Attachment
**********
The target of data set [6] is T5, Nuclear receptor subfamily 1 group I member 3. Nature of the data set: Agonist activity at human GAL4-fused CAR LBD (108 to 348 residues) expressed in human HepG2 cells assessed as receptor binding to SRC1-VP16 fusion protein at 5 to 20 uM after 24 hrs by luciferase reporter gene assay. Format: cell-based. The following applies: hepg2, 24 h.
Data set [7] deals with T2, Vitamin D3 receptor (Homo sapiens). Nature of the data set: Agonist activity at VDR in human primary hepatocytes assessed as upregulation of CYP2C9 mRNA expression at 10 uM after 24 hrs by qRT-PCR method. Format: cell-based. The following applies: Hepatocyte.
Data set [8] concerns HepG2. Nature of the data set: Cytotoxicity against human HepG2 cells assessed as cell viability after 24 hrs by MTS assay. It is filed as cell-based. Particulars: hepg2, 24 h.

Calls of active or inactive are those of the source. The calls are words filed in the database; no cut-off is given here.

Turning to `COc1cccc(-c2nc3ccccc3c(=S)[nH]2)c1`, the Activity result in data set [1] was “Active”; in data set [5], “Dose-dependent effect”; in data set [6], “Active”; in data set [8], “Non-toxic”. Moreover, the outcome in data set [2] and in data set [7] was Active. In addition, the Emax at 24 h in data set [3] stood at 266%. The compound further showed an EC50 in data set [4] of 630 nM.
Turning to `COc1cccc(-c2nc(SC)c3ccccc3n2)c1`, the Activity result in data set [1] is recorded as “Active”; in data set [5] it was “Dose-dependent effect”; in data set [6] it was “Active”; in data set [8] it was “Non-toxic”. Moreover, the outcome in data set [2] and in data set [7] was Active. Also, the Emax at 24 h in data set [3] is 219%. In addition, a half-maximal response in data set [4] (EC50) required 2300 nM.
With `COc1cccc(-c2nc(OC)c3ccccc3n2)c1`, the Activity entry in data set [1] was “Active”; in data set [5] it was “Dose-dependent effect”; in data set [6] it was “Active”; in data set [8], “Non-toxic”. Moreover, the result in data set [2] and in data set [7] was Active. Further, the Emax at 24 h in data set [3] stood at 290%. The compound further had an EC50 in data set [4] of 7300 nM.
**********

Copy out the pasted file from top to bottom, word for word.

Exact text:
The target of data set [6] is T5, Nuclear receptor subfamily 1 group I member 3. Nature of the data set: Agonist activity at human GAL4-fused CAR LBD (108 to 348 residues) expressed in human HepG2 cells assessed as receptor binding to SRC1-VP16 fusion protein at 5 to 20 uM after 24 hrs by luciferase reporter gene assay. Format: cell-based. The following applies: hepg2, 24 h.
Data set [7] deals with T2, Vitamin D3 receptor (Homo sapiens). Nature of the data set: Agonist activity at VDR in human primary hepatocytes assessed as upregulation of CYP2C9 mRNA expression at 10 uM after 24 hrs by qRT-PCR method. Format: cell-based. The following applies: Hepatocyte.
Data set [8] concerns HepG2. Nature of the data set: Cytotoxicity against human HepG2 cells assessed as cell viability after 24 hrs by MTS assay. It is filed as cell-based. Particulars: hepg2, 24 h.

Calls of active or inactive are those of the source. The calls are words filed in the database; no cut-off is given here.

Turning to `COc1cccc(-c2nc3ccccc3c(=S)[nH]2)c1`, the Activity result in data set [1] was “Active”; in data set [5], “Dose-dependent effect”; in data set [6], “Active”; in data set [8], “Non-toxic”. Moreover, the outcome in data set [2] and in data set [7] was Active. In addition, the Emax at 24 h in data set [3] stood at 266%. The compound further showed an EC50 in data set [4] of 630 nM.
Turning to `COc1cccc(-c2nc(SC)c3ccccc3n2)c1`, the Activity result in data set [1] is recorded as “Active”; in data set [5] it was “Dose-dependent effect”; in data set [6] it was “Active”; in data set [8] it was “Non-toxic”. Moreover, the outcome in data set [2] and in data set [7] was Active. Also, the Emax at 24 h in data set [3] is 219%. In addition, a half-maximal response in data set [4] (EC50) required 2300 nM.
With `COc1cccc(-c2nc(OC)c3ccccc3n2)c1`, the Activity entry in data set [1] was “Active”; in data set [5] it was “Dose-dependent effect”; in data set [6] it was “Active”; in data set [8], “Non-toxic”. Moreover, the result in data set [2] and in data set [7] was Active. Further, the Emax at 24 h in data set [3] stood at 290%. The compound further had an EC50 in data set [4] of 7300 nM.